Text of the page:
Boyd W. Haynes III, MD
As a fellowship-trained Sports Medicine physician, I see patients who have injuries related to playing sports or who have special musculoskeletal issues that may present obstacles to their participating in the sport of their choice. I also work with athletes, both amateur and professional, to help them prevent sports-related injuries.
When did the field of Sports Medicine become such a big deal? Obviously, we have had athletes throughout the history of mankind, but the field of Sports Medicine really took off in the late 1900’s as sports became a big money-making industry. Professional teams invested millions of dollars in superstar athletes and wanted to keep them on the field – healthy and playing. If they were injured, they couldn’t play and make money for the team owners. Professional teams started hiring Orthopaedic and Primary Care physicians to care for the health of their players and voila, the field of Sports Medicine was born.
Today, Sports Medicine is a recognized specialty in the United States that requires extensive and specific medical training. Besides having to complete medical school, internships and residencies, most orthopaedic Sports Medicine physicians undergo fellowship training in this field, typically consisting of a year or more of seeing only those patients with sports-related injuries. Many of us also play sports ourselves – I love to play volleyball and have served as my team’s physician for decades.
At OSC, my average day consists of seeing runners, weightlifters, football, volleyball and baseball players, Crossfit athletes, ballerinas and gymnasts, Pickleball players, you name it. My job is to help them prevent injury, maximize performance through appropriate training and to help them recover when an injury does occur. I also give advice on the proper nutrition for their sport (ballerinas eat differently than bodybuilders), how to set up a safe training schedule, advise them on workouts and how to build and maintain strength and flexibility.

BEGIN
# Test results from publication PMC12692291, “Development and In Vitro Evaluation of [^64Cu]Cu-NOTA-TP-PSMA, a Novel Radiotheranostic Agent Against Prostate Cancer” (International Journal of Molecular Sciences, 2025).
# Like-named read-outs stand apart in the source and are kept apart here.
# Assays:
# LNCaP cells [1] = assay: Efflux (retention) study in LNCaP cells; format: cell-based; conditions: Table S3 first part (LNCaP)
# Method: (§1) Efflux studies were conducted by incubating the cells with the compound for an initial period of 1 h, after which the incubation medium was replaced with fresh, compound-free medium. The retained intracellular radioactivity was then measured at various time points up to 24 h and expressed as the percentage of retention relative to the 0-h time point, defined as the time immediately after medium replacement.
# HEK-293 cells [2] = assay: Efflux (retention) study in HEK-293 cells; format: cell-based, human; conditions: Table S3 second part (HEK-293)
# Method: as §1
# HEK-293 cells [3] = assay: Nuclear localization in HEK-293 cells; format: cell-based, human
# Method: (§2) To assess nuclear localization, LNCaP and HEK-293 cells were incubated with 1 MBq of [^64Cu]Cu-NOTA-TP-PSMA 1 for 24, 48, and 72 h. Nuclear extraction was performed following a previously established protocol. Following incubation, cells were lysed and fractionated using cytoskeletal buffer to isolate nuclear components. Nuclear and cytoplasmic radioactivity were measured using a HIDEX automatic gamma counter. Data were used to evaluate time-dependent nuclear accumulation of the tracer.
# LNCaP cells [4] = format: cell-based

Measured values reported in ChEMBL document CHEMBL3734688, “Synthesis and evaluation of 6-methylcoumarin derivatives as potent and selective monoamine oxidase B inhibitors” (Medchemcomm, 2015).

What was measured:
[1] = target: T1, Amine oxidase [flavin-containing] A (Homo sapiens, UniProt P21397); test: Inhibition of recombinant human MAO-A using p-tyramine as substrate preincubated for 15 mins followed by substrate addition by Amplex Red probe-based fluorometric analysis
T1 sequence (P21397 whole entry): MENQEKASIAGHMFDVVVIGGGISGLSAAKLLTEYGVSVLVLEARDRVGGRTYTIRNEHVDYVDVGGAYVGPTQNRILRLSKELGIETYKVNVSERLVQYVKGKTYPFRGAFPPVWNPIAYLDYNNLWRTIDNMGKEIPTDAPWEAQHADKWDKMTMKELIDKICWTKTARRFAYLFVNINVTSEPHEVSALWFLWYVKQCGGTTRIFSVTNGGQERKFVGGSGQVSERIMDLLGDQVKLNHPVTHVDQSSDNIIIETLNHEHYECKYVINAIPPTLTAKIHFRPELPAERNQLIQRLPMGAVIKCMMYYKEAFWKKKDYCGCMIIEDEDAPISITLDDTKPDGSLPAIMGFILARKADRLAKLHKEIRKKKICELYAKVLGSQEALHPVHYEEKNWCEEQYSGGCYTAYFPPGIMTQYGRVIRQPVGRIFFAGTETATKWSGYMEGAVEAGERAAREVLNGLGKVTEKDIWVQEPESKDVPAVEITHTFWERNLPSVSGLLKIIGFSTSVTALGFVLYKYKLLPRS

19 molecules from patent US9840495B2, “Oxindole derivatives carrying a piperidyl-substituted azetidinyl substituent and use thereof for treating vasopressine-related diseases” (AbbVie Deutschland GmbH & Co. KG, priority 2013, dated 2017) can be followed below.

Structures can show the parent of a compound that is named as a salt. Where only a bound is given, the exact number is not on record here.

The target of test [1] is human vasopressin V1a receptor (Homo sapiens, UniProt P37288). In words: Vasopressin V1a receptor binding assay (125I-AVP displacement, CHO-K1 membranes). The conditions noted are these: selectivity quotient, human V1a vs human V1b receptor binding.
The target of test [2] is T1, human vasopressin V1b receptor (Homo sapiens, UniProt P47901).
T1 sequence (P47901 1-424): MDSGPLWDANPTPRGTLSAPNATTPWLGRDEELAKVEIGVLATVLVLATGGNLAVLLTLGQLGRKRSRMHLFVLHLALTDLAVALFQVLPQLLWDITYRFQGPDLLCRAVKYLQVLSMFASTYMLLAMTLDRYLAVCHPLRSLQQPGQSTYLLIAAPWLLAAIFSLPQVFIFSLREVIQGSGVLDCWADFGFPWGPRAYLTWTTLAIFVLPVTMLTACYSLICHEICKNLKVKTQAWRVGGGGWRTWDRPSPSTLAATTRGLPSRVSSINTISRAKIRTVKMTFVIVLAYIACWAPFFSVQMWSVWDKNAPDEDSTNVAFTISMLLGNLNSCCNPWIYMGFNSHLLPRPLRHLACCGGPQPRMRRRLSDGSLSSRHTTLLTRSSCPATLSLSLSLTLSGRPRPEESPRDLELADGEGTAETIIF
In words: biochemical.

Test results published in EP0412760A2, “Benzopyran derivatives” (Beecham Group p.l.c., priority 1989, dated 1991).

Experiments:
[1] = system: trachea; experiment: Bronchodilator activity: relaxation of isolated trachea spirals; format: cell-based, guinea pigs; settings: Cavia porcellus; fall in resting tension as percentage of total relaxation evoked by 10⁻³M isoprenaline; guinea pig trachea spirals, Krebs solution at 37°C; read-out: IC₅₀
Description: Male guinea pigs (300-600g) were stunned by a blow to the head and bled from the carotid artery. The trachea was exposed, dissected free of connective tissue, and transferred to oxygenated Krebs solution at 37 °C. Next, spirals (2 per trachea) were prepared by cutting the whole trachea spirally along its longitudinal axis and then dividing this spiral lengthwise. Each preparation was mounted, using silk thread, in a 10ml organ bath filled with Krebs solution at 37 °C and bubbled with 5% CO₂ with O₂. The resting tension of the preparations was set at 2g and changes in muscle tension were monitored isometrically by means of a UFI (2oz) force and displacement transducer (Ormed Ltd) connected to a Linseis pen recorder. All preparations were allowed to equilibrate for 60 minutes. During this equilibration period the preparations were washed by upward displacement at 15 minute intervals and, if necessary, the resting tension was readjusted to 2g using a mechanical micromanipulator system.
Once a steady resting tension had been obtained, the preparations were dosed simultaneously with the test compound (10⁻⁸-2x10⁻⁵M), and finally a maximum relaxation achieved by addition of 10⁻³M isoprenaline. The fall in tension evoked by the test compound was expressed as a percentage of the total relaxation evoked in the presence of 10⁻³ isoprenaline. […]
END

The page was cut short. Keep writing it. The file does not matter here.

The most common injuries I see are tendon and ligament tears, muscle strains and sprains and overuse injuries to the knee, hip, shoulder, elbow, wrist and ankle. Occasionally, I will see fractures or more complex and traumatic injuries that require immediate surgery. Thankfully, most sports injuries can be treated conservatively, which means relative rest, ice, taking anti-inflammatory medications, Physical Therapy and perhaps splinting or bracing.
The biggest challenge I face when treating athletes is that they usually don’t take too kindly to being told to rest for any lengthy period. I have had runners tell me that they would rather die than not be able to run again. My job is to help them understand that with significant modifications to their training and ample time for rest after injury, that most of them will be able to compete again and do so successfully. They have to learn that the short-term behavior changes I recommend are for their long-term benefit, so they can get back to the sport they love.